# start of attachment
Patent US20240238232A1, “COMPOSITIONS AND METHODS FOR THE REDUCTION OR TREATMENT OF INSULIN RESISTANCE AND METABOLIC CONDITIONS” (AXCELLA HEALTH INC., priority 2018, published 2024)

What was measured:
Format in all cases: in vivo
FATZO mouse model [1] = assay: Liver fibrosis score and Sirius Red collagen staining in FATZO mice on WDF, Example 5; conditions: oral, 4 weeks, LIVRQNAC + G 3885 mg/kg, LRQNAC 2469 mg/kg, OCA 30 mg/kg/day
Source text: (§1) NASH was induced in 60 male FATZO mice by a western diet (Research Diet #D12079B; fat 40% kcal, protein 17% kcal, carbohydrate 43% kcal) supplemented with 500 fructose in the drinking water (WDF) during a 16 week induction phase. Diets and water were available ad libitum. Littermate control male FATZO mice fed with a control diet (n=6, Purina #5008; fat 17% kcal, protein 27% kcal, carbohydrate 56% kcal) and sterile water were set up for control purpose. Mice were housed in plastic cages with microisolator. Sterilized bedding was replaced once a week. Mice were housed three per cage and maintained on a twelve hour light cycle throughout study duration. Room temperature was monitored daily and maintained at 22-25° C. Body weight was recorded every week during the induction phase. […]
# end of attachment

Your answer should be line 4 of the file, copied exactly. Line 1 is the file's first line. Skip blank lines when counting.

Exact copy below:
FATZO mouse model [1] = assay: Liver fibrosis score and Sirius Red collagen staining in FATZO mice on WDF, Example 5; conditions: oral, 4 weeks, LIVRQNAC + G 3885 mg/kg, LRQNAC 2469 mg/kg, OCA 30 mg/kg/day